As per the Australian Pharmaceutical Journal’s recent news coverage, there is an overall lack of education regarding types of flu vaccines available in the country this year, their efficacy and age-group suitability. To address this, here’s a short summary of how annual flu vaccines are made and approved.
How flu vaccines are made each year
Each year, the flu or influenza vaccines can change as new strains of the influenza virus appear. The World Health Organization identifies these strains based on global influenza epidemiology. The Australian Influenza Vaccine Committee uses their recommendation to determine the influenza vaccine composition for use in Australia.
Quadrivalent flu vaccines vs trivalent flu vaccines
Trivalent vaccines protect against two variants of the influenza A virus and one influenza B virus, even though there are two different lineages of B viruses that both circulate during most seasons. Whereas a quadrivalent influenza vaccine is designed to protect against four different flu viruses, including two influenza A viruses and two influenza B viruses.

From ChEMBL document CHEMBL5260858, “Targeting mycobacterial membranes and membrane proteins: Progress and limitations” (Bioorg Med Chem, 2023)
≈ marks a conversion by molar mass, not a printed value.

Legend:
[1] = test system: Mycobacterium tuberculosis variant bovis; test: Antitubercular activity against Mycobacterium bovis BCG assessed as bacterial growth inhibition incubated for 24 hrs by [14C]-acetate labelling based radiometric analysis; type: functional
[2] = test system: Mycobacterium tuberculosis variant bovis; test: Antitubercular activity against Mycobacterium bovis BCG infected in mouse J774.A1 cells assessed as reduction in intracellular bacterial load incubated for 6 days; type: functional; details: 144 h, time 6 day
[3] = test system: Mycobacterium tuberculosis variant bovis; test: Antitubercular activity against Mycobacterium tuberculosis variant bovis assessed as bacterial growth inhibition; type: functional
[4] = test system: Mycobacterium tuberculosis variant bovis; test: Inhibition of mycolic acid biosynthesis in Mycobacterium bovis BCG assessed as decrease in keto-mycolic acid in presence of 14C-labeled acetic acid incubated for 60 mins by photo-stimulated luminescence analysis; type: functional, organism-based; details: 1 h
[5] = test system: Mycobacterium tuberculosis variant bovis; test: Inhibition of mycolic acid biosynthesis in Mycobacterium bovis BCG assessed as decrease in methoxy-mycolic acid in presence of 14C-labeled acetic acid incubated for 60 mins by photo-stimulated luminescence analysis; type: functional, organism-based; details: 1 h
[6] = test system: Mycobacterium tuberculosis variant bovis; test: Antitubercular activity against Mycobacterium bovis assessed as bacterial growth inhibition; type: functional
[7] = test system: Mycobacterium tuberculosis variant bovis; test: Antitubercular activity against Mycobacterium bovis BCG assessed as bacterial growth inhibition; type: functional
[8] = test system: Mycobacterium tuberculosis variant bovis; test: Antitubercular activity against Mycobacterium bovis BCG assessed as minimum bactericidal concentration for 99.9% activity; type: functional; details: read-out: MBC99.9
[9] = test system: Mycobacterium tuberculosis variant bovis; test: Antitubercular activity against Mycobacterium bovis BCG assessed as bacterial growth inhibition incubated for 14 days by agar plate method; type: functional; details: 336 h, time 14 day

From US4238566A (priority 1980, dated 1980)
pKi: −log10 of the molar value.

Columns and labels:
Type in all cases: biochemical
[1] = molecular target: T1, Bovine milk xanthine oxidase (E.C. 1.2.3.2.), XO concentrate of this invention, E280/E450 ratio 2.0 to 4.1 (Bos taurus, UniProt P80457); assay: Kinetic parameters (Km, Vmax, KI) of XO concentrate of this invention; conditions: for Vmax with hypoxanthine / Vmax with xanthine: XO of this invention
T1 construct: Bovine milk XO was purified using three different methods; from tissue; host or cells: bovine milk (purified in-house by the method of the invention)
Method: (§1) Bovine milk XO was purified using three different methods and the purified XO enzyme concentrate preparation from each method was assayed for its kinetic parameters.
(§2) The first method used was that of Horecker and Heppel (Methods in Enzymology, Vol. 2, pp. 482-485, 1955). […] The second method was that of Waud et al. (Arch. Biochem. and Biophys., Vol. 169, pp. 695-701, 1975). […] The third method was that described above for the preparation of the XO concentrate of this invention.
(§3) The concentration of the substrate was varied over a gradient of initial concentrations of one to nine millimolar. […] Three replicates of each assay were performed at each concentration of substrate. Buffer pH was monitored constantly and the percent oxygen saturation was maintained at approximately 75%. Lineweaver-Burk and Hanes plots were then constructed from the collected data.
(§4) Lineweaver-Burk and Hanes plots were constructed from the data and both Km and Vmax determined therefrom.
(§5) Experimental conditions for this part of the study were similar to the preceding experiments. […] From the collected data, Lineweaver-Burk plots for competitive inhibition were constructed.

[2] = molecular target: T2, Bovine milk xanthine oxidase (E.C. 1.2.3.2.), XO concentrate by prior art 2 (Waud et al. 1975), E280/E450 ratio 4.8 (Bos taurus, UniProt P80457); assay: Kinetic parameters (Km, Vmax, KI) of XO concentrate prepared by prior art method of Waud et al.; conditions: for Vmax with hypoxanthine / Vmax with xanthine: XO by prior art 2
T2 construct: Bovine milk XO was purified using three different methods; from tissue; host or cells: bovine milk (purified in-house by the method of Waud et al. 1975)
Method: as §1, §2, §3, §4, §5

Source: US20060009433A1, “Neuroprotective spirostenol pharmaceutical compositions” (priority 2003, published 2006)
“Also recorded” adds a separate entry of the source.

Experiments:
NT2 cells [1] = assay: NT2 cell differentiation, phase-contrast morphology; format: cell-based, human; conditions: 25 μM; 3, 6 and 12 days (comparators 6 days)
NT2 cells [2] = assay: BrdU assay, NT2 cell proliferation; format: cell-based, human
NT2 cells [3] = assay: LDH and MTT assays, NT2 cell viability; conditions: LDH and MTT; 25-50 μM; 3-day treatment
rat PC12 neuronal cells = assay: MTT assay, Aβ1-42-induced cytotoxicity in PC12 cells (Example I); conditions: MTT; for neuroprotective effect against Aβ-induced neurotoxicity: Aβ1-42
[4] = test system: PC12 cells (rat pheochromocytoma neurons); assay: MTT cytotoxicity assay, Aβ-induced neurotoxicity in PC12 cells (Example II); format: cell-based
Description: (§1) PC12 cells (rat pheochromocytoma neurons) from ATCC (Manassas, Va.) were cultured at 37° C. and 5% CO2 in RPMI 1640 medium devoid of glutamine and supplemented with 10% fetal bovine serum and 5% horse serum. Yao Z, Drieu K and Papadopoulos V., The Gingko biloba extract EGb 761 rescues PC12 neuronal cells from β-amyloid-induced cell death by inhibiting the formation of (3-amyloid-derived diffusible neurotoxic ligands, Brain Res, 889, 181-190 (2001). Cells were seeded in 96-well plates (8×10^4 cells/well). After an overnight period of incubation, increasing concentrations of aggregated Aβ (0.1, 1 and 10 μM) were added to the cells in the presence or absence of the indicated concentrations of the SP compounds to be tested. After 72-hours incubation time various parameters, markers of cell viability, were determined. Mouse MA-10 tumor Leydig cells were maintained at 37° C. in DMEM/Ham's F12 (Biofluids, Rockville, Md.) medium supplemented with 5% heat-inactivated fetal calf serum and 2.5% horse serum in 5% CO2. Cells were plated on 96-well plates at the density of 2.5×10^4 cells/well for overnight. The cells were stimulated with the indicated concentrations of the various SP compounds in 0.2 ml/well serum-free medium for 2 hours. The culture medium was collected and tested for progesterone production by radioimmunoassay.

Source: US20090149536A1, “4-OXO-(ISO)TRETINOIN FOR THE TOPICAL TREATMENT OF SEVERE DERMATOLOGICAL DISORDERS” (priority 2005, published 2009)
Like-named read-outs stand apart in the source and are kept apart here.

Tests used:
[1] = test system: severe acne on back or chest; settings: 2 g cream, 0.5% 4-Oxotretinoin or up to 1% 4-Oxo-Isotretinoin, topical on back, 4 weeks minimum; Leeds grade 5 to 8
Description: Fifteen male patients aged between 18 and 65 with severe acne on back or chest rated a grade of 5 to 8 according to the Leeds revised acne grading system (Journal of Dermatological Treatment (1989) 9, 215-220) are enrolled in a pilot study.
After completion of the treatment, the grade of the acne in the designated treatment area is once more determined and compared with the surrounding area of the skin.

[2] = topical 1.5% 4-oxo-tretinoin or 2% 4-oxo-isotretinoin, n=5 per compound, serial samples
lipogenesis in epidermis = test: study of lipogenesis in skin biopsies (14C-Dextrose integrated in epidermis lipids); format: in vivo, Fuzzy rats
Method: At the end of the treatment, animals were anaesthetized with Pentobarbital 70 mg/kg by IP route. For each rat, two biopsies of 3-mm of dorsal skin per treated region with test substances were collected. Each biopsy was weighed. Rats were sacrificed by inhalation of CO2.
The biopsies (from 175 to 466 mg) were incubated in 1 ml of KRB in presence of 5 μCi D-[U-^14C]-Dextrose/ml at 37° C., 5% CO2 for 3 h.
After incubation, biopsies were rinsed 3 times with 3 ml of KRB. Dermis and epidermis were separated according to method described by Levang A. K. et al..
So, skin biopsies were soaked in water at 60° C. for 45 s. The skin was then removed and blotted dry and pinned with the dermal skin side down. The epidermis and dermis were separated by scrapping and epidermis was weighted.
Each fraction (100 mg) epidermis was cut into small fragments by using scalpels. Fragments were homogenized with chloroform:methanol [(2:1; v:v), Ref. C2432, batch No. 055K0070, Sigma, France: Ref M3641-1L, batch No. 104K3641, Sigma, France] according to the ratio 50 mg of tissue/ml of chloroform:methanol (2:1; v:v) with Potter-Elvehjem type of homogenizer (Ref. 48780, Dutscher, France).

Efficacy and effectiveness of flu vaccines
Based on studies comparing the immune response of quadrivalent and trivalent standard flu vaccines, the overall efficacy of the quadrivalent vaccines is expected to be similar to the trivalent vaccines, noting that quadrivalent vaccines protect against an extra influenza B lineage. This year’s list of TGA approved vaccines for each age group can be found here.
Flu vaccines for people over 65 years of age
Standard influenza vaccines provide less protection against the flu in people over 65 years of age than in younger people. Because of this, ‘enhanced’ formulations were developed to increase the immune system’s response to the vaccine. These special flu vaccines are only available at GP clinics.